Jack Sinclair has won the 2018 World Series of Poker Europe Main Event for €1,122,239. He saw off a field of 534 to banish memories of his eighth-place finish in the WSOP Main Event in 2017 and win his first WSOP gold bracelet.
Coming into the day fourth in chips, he doubled through the second biggest stack at the start of the day, Milos Skrbic in the second level. Later, Sinclair eliminated Krasimir Yankov to bring the tournament to a heads-up against start-of-day chip leader, Laszlo Bujtas of Hungary.
Former WSOP Main Event Champion Ryan Riess had a frustrating day and eventually finished fourth for €337,778.
It was a dominant heads-up performance from Sinclair, limiting his opponent to two small doubles – for just 12 and 22 big blinds – but each time Sinclair came roaring back to have Bujtas on the ropes.
On his third try, Sinclair got it in ahead and after he flopped a pair, he sealed the deal on the turn to take down the title and his second career seven-figure score.
“It’s like being in a dream at the moment,” said Sinclair after taking down the tournament. “The whole week has been absolutely insane; just super smooth and not like any other tournament I’ve ever played. I never really lost a big pot as far as I can remember and just got all the hands when I needed them.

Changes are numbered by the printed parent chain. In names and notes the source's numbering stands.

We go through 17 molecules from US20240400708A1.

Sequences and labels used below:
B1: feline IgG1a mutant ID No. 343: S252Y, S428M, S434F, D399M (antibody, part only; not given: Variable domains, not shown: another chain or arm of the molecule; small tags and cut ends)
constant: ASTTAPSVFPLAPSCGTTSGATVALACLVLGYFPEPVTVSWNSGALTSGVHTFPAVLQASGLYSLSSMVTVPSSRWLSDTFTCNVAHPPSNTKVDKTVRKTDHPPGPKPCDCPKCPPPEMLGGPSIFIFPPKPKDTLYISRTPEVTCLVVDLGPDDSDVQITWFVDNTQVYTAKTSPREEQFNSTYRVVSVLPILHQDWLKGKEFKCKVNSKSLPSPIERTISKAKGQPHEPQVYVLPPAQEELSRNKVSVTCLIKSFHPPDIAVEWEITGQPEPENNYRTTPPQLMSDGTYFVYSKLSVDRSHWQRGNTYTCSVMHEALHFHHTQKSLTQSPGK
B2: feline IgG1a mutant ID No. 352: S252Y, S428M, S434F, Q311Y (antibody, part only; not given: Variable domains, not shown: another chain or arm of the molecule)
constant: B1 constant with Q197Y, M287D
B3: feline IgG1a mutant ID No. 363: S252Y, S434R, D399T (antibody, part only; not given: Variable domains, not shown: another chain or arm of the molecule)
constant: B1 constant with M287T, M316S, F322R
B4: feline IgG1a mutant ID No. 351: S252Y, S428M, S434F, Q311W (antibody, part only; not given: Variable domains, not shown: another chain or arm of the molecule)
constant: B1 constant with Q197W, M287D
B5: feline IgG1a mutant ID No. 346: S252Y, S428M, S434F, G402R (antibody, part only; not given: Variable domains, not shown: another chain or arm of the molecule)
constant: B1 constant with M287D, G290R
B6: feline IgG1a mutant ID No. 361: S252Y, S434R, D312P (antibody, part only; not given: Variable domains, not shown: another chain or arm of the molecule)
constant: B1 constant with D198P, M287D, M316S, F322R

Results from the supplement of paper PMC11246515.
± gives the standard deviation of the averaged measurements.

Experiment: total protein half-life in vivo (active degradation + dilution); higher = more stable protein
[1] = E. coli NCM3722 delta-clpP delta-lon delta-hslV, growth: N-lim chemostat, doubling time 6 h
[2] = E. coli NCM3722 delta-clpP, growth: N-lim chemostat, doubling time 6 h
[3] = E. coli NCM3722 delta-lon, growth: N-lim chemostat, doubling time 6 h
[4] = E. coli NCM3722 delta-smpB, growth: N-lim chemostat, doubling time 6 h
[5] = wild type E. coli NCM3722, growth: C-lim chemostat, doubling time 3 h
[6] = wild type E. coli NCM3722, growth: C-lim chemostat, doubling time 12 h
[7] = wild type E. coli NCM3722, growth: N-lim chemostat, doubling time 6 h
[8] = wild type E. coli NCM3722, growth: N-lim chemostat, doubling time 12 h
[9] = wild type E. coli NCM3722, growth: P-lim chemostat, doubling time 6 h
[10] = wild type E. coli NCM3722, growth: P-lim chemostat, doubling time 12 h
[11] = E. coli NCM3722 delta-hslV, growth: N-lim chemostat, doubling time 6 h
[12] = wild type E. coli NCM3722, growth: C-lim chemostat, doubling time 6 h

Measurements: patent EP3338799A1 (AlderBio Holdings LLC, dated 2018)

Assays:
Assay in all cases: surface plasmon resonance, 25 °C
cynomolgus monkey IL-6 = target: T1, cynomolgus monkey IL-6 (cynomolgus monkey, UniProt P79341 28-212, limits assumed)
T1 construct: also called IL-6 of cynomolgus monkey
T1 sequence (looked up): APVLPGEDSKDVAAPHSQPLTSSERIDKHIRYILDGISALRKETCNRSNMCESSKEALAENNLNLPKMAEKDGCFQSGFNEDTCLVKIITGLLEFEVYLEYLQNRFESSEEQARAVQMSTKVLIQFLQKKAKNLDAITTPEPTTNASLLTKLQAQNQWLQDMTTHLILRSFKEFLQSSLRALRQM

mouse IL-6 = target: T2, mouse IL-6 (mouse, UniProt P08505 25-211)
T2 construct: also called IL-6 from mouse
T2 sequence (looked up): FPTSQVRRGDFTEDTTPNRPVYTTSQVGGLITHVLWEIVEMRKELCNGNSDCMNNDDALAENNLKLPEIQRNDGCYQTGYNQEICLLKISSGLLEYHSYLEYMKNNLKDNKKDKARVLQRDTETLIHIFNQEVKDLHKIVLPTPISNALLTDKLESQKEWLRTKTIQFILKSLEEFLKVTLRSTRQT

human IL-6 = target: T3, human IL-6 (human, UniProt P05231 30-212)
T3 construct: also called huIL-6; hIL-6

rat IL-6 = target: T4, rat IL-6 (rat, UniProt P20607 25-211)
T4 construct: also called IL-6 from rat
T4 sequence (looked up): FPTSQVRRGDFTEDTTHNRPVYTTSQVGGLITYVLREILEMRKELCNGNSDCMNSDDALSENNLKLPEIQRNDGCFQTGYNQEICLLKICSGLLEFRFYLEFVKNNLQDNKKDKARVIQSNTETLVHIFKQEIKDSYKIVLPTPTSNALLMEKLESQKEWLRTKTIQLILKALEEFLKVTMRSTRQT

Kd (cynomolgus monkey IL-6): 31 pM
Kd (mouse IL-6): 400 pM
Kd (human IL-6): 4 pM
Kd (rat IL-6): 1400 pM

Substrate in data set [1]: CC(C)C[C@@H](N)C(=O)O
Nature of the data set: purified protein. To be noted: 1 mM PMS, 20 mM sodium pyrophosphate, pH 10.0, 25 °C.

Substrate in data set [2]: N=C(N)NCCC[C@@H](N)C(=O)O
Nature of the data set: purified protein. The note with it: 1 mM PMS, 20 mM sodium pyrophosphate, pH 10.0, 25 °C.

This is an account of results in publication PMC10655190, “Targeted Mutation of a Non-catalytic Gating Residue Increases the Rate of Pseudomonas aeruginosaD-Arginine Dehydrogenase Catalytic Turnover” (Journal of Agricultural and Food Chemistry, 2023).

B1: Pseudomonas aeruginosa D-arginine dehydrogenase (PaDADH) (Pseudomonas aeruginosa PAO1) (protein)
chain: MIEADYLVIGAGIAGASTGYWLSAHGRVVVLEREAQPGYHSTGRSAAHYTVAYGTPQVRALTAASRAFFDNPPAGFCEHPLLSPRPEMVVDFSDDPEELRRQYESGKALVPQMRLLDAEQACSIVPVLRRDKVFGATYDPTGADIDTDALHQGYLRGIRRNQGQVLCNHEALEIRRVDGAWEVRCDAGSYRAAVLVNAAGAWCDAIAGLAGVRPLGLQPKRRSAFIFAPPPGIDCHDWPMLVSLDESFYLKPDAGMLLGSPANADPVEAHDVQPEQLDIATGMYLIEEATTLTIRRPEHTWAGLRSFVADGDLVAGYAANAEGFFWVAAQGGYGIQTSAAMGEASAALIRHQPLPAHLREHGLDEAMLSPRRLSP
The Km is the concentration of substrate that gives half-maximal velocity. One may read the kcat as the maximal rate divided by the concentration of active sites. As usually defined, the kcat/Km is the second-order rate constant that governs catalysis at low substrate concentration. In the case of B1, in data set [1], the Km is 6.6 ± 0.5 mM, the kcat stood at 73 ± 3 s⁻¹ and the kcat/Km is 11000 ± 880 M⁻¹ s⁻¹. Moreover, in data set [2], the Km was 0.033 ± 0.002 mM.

“Every time I felt like things were getting precarious I instantly won a big pot. I’m very happy with how I played and even more happy with how I ran!”
In winning this event, Sinclair becomes only the second U.K. WSOPE champion after James Bord took down the title in 2010. He also joins Antoine Saout (2009 & 2017) and Ben Lamb (2011 & 2017) as players whose top two career cashes have come at the WSOP Main Event final table.
“I thought about [the 2017 WSOP final table] once at the final table when I had jack-four off-suit against Laszlo. That was a somewhat important hand at the WSOP last year and I got the bluff through this time, which was good.
“But apart from that, I wasn’t thinking about it. It was a completely different tournament. Vegas was huge for me but it’s in the past now and I don’t think about it now. Vegas was my first ever time playing a $10k and the first time in Vegas in general. The whole thing has been so surreal from the start of my poker career until now.
“I’m not used to it really but . . . I don’t wanna get used to it!”
Most poker players have aspirations of winning a major Main Event and winning a WSOP gold bracelet, and Sinclair has now done both in a single tournament.
“I haven’t come to terms with it yet. It’s just ridiculous but I’m kind of getting used to these ridiculous things happening.”
Runner-up Laszlo Bujtas was left devastated after finishing in second place.
“I’m sad at the moment,” he told PokerNews. “Going into heads-up confident but card dead. My opponent played well so congratulations to him. Of course, I’m not 100% happy at the moment but . . . it happens.”
Railed all the way by two-time WSOP bracelet winner Norbert Szecsi, Bujtas ran out of steam heads-up to finish as runner-up to Sinclair, taking home €693,573.
“He helped a lot,” said Bujtas, “He’s been watching the stream telling me the hands some of the time. He helped me with how to adapt to the opponents and it helped a lot.”